Alarmingly Europe – the heartland of global democracy – has seen the worst regional setbacks in RSF’s index. This development shows that sacrificing free speech to guard against creeping authoritarianism is more likely to embolden than to defeat the enemies of the open society.[/vc_column_text][/vc_column][/vc_row][vc_row][vc_column width=”1/2″][vc_single_image image=”100463″ img_size=”full” onclick=”custom_link” img_link_target=”_blank” link=”http://www.freespeechhistory.com”][/vc_column][vc_column width=”1/2″][vc_column_text]


A podcast on the history of free speech. 

Why have kings, emperors, and governments killed and imprisoned people to shut them up? And why have countless people risked death and imprisonment to express their beliefs? Jacob Mchangama guides you through the history of free speech from the trial of Socrates to the Great Firewall.[/vc_column_text][/vc_column][/vc_row][vc_row][vc_column][vc_basic_grid post_type=”post” max_items=”12″ style=”load-more” items_per_page=”4″ element_width=”6″ grid_id=”vc_gid:1526895517975-5ae07ad7-7137-1″][/vc_column][/vc_row]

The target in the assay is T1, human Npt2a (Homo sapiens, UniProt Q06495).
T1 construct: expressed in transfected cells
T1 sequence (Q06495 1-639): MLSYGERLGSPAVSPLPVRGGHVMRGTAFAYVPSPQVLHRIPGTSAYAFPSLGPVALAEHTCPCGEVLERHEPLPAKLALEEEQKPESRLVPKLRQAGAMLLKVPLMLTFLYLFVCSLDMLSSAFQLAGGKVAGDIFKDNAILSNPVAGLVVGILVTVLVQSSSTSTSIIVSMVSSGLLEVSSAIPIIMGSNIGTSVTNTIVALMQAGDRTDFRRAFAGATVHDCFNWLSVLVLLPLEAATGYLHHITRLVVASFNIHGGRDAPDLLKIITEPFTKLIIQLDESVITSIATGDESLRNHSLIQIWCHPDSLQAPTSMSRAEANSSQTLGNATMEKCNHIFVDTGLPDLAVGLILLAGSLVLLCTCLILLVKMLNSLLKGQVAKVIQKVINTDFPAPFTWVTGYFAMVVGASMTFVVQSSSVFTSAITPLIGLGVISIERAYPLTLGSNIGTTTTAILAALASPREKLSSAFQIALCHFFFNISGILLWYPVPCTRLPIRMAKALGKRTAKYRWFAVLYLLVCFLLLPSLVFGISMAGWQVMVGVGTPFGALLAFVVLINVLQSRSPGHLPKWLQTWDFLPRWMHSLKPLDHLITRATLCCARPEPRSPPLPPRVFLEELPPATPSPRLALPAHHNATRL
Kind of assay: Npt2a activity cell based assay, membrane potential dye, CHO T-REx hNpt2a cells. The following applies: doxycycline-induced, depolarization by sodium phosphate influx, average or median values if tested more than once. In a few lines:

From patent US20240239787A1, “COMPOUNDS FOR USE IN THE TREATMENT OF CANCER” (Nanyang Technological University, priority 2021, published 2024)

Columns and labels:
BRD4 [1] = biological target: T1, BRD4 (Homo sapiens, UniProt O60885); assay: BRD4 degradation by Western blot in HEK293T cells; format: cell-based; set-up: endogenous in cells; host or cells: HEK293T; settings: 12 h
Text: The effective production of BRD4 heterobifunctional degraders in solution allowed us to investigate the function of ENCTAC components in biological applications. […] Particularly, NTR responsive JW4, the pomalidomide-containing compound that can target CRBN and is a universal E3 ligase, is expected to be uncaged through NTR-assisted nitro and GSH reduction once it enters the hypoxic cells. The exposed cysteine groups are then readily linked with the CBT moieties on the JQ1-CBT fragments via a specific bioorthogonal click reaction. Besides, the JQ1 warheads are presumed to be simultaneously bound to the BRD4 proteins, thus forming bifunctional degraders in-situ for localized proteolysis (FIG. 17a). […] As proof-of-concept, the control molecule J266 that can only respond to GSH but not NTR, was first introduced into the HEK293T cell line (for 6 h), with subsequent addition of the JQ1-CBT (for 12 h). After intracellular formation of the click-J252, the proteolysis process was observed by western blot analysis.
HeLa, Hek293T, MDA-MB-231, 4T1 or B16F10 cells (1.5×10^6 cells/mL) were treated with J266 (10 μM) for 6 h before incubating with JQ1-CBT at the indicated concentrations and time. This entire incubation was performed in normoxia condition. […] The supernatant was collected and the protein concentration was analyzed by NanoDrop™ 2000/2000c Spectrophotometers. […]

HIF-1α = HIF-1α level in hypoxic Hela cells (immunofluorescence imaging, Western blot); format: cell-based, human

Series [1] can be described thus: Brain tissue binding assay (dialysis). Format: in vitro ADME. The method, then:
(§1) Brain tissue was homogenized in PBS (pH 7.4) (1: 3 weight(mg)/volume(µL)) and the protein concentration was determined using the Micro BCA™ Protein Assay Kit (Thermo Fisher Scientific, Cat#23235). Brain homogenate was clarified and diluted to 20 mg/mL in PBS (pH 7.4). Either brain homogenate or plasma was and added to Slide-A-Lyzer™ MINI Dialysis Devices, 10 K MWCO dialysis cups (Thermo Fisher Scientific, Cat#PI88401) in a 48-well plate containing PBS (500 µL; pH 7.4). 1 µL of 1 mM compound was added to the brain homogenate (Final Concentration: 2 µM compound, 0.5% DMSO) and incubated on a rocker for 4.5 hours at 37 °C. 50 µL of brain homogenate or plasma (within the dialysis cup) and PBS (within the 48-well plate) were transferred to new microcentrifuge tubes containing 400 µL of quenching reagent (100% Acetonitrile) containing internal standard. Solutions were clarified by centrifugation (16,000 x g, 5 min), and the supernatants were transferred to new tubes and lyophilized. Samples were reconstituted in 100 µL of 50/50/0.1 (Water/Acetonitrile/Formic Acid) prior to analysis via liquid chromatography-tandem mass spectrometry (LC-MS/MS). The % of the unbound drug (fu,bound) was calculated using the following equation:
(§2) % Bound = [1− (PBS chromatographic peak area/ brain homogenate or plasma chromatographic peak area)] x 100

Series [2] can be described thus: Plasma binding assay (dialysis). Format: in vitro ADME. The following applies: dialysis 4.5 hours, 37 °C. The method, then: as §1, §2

Media in exile: Eurasia’s last vestiges of freedom of expression


Journalists Erdem Gül and Can Dündar (Photo: Bianet)

Can Dündar, editor-in-chief of Cumhuriyyet, one of Turkey’s most popular newspapers, was awaiting an appeal on his case in Turkey from Germany when the news of the coup d’etat in his homeland came. Scores of arrests followed, and his lawyer advised that Dündar, who had just narrowly escaped an assassination attempt in May 2016 outside a courtroom and was facing over five years in prison for allegedly leaking state secrets, stay in Germany.

He recalls that it was the hardest decision in his life, 40 years of which he had devoted to working as a journalist in Turkey.

“I thought it was impossible to go back, decided to stay and work from Germany, and about a year ago I with a small team started a media organization here, Özgürüz.”

When it’s time to leave